After the dinner, the director of Childcare Solutions, Lori Schokaw made a presentation on their efforts to support families. Huntington Family Services Director Robin Manning, Children and Family Services Director Tina Cook joined her for a panel discussion on the new state regulations and answering questions from the guests.

CNY RISE Center has been recognizing exceptional people with "Community Service Award. This year, County Executive McMahon and the Early Childhood Alliance Director, Laurie Black were awarded for their leadership in initiating county-wide programs.

All the guests received a gift bag prepared by the volunteers at the end of the night.

Friendship Dinner 2018: The Impact of Poverty on Education

CNY RISE Center held its 13th Annual Friendship Dinner on November 7, 2018. The topic of the event was “The Impact of Poverty on Education” presented by Superintendent Jaime Alicea from Syracuse School District (SCSD). Superintendent Alicea described the challenges in the classroom that come with the poverty. He also highlighted the current services provided for the low-income families within the district and encouraged everyone to join those initiatives.

The event started with welcome speech by Tim Saka, Board President of CNY RISE Center. Mr. Saka emphasized the role of education to overcome the poverty and he also mention about his own challenges of growing in a low-income family and pursuing higher education as an immigrant in the US. Following the welcome speech, the dinner is served, an opportunity for guests sharing the table to share ideas and know about each other.

The program launched its award winners after the keynote speech by Superintendent Alicea. The winners were Daniel Lounsbery from SCSD, Magistrate Jawwaad Rasheed and Darris William from 100 Black Men, Mariel Anderson from Onondaga Community College, Mark Cass from Northside Learning Center, all of whom were recognized by their valuable effort in helping the students facing poverty in Syracuse area.

Friendship Dinner 2017: Ending Childhood Lead Poisoning in Syracuse

CNY RISE Center hosts event to raise awareness

The 12th annual CNY RISE Friendship dinner took place Jan. 24 to bring awareness to lead poisoning. The dinner hosted a number of speakers who spoke about the negative impacts of lead poisoning and how the community can come together to fix the issue. The South Side is working hard to end childhood lead poisoning in Syracuse by 2025.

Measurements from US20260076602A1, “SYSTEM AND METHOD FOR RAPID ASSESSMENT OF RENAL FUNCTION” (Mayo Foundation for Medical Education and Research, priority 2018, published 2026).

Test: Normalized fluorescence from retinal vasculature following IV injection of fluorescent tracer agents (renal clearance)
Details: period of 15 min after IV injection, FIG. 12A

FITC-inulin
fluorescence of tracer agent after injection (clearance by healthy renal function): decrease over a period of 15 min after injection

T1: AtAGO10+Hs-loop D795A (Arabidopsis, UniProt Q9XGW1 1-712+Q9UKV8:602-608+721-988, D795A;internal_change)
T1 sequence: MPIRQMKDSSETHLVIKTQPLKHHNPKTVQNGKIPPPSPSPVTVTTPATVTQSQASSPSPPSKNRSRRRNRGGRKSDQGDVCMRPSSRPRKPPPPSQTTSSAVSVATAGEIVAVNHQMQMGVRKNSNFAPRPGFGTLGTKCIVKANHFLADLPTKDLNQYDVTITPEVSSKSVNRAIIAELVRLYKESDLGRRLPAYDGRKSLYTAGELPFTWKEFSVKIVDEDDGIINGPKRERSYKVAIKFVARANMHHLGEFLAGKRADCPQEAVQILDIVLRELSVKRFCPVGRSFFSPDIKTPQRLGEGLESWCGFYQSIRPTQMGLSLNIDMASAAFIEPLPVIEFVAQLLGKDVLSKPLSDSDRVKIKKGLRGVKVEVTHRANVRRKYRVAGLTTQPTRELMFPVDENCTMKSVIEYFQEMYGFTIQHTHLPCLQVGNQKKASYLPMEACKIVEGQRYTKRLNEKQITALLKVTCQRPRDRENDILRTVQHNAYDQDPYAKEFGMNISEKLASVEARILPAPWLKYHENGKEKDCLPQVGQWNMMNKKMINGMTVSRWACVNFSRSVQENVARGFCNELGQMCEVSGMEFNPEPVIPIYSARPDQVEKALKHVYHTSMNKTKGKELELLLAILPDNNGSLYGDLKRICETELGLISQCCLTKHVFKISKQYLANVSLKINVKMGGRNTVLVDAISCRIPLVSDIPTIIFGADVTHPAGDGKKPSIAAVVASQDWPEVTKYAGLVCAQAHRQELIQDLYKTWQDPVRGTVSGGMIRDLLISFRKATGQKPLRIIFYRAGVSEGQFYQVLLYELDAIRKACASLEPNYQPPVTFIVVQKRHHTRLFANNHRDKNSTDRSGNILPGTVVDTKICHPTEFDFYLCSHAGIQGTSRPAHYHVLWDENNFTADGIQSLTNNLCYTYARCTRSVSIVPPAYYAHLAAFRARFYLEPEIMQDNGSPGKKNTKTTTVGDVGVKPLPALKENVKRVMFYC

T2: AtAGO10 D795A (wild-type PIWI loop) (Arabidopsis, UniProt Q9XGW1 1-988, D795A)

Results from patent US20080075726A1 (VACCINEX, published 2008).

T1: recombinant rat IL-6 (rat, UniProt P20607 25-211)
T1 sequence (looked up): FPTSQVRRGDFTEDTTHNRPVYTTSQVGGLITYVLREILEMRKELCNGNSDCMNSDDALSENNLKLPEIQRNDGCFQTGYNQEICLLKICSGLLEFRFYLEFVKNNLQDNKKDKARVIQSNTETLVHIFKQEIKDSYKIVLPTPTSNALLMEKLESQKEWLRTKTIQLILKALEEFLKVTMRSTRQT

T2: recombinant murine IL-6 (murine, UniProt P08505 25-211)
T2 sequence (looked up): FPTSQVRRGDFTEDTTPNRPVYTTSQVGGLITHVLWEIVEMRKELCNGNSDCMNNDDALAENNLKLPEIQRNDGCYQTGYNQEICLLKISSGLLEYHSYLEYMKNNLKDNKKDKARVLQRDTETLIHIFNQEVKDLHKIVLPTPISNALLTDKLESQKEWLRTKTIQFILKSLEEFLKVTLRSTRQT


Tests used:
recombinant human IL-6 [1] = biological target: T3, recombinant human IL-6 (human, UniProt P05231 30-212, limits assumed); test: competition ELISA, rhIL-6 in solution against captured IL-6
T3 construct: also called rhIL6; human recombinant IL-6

“This is a poverty issue,” said Assemblywoman Pamela Hunter (D-Syracuse). “This is landlords who are not taking care of their properties and people who can’t afford to live in places that don’t have lead paint. … It’s not acceptable. Our children are our future, and we need to act like it.”

Around 24 million homes in the U.S. contain deteriorated lead-based paint and elevated levels of lead-contaminated house dust, according to the Centers for Disease Control. Additionally, 535,000 U.S. children between ages 1 to 5 years old have blood lead levels high enough to damage their health.

Keynote Speaker Mustafa Santiago Ali shared his thoughts on these issues during the dinner. He serves as the senior vice president of Climate, Environmental Justice & Community Revitalization for the Hip Hop Caucus.

“We all have the ability to make change happen,” Ali said. “Lead is an issue that we can win on, but we have to prioritize it.”

Ali spoke about changing the dynamic and focusing on the right type of housing opportunities. He believes the Environmental Protection Agency plays a huge role in this rising problem.

“The EPA has a responsibility to make sure that we are moving forward on lead,” he said.

Speaker Mary Traynor from Legal Services of Central New York said she believes the people affected need to be more involved in the process. The community needs to recognize that the ones affected are the ones who are the experts in the matter.

“Six hundred kids a year are poisoned,” she stated. “This is violence against our children, against our families, against our neighbors… If we want change in the world, we have to change.”

Similarly, speaker Dr. Indu Gupta, health commissioner for Onondaga County, said she believed that those affected need to have a bigger role in the course of action. She talked about how community engagement needs to be the driving force in moving forward.

Additionally, there needs to be more performance evaluations and environmental scans to keep up with the progress, according to Gupta. Without it we cannot fix the issue. She believes that filling the missing pieces and gaps is what is going to help improve and protect the health of those kids.

Speaker Elizabeth McDade from the Rochester Community Foundation also made a guest appearance. She explained how Rochester was able to reduce the amount of lead poisoning to the area and make a positive difference.

“Rochester has seen over an 80 percent reduction in the number of children reported,” she stated. “But most important, I would say to all of this, is that our community decided to make this change.”

— Article By Sarah Perkes, The Stand Staff reporter